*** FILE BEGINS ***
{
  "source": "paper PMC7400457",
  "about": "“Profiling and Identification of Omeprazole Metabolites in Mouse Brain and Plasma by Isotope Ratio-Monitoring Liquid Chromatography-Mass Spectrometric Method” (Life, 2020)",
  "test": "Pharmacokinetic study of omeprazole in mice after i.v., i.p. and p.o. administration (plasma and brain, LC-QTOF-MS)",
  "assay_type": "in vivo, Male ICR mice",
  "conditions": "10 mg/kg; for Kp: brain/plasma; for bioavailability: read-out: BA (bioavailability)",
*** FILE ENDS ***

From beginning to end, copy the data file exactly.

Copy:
{
  "source": "paper PMC7400457",
  "about": "“Profiling and Identification of Omeprazole Metabolites in Mouse Brain and Plasma by Isotope Ratio-Monitoring Liquid Chromatography-Mass Spectrometric Method” (Life, 2020)",
  "test": "Pharmacokinetic study of omeprazole in mice after i.v., i.p. and p.o. administration (plasma and brain, LC-QTOF-MS)",
  "assay_type": "in vivo, Male ICR mice",
  "conditions": "10 mg/kg; for Kp: brain/plasma; for bioavailability: read-out: BA (bioavailability)",